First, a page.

Kochi-Muziris Biennale 2012

January 3, 2013

Siri Bulusu

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India's tradition of colorful, extravagant festivals is well known around the world. In recent years, literary and film festivals have been making the headlines drawing international attention (including the likes of Oprah) to the new, modern India.
 
The Kochi-Muziris Biennale 2012 is India's first contemporary visual arts festival, aiming to bring the burgeoning modern art scene into the mainstream. Held in the south Indian city of Kochi, the three month long festival features both local and international artists. The festival centers around the theme "Kochi-Muziri" drawing a link between the modern city of Kochi and its neighbor Muziris, an ancient sea port lost after a catastrophic flood in the 14th century. 

While south India lacks a reputation for its art scene (that reputation is held strong by West Bengal), many of India's notable artists originated there such as singers SP Balasubramaniam and S Janaki. British musical artist M.I.A is also of south Indian descent. But even so, the regions inherent talent seems to move out to places like Bombay or Calcutta, places where there is a venerable art scene.

"Visual art has always been sidelined [in Kerala]," says Bose Krinshamachari, President of the Kochi Niennale Foundation and artistic director of the Kochi-Muziris Biennale. "There is no museum culture, no cultural policy to support artists, no professional spaces or collectors. The most interesting artists are Keralites who have moved out of Kerala to the rest of the world."

"There are 4 million Keralites living outside of Kerala," he said, "We needed to do something that would put focus on the state culturally and benefit economically." Having traveled extensively abroad, Bose felt that a Biennial (an art exhibition held every other year) would realize their vision for Kerala.

Tucked away in various heritage buildings around Kochi, the art of 80 artists from 24 countries is currently on display. I visited the main exhibition site in the Aspinwal House, located right on the edge of India's west coast. Dispite having lived in India for nearly two years, I was expecting the exhibition to feel cold and sterile, much like the museums and galleries I would visit in Chicago or even around India.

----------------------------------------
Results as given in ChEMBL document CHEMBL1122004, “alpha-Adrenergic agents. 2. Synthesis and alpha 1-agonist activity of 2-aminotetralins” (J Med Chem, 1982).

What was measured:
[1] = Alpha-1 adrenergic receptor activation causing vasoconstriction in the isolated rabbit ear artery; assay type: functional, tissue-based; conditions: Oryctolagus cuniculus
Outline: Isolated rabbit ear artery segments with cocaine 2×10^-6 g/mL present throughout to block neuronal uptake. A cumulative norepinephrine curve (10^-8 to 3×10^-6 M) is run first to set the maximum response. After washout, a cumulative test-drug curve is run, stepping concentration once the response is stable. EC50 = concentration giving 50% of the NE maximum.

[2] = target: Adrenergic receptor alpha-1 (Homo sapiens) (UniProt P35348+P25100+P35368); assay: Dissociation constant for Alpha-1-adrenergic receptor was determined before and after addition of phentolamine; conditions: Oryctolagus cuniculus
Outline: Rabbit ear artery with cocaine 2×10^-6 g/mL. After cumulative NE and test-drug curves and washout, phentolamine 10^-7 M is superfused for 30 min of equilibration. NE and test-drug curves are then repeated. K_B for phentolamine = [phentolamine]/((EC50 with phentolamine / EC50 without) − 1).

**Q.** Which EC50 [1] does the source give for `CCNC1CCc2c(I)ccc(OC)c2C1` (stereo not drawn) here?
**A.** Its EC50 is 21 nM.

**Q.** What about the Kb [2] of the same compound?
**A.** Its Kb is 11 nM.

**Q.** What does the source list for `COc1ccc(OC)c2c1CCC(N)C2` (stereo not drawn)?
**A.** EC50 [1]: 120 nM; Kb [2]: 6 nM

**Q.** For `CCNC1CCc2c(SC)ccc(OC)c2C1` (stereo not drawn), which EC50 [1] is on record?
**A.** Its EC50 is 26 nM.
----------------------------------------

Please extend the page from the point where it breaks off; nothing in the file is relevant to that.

What I found was far to the contrary. Several artists were standing alongside their pieces, engaged in conversation with both locals and foreign travelers. Children ran all around the worn-down warehouse which housed most of the paintings and small groups gathered together around particularly engaging video installments. Perhaps most delighting was an old tree which had rope swings tied to it for the public to enjoy. 

Meera Sawkar, an American native noted the unique atmosphere for the exhibition. "Usually when you see these sort of audio and visual installations or paintings its in a really sterile, pristine environment. The industrial or barn like structures were a really unique backdrop for this modern art which used all these different technologies."

"It's a very interesting way to view art when you're both inside and outside and wandering through a historical heritage center."

"I came to Kochi to enjoy my New Years. I just found out about the festival walking by," says Kerala native Anish Rahman . "It is my first experience seeing anything this big and I like seeing so many foreigners enjoying also. It's really fantabulous," he finished with a smile.

While the content seemed similar to that which we see in western art exhibitions, they all included something which kept my focus in India. One video installation called "Pushing" by a Chinese artist that forced my own memories of crowded train platforms. 

Another piece by Italian artist Guiseppe Stampone was a made-over auto-rickshaw (my regular mode of transportation around Bangalore) with speakers attached to the top playing Marylin Monroe's "Bye Bye Baby" on a loop.

My favorite was an audio installment by an Australian artist. A powdered spice mixture was placed on the ground next vessels connect to a speakers. Next to that, a sign that said "place the spices in the vessels." People of all ages would crouch on the floor, scooping spices into their hands and listening eagerly at the sounds the machine created. 

"I loved that you can touch and feel and hear the art." added Sawkar. "it was really refreshing that it incorporated elements that were physical and that people were allowed to interact with the art. It's Indian."

Bose Krinshamachari is pleased with the responses to the Biennale. "The local people are the ones who should enjoy this first and foremost. Whether they realize this is the most significant artistic movement in South India's history is secondary."

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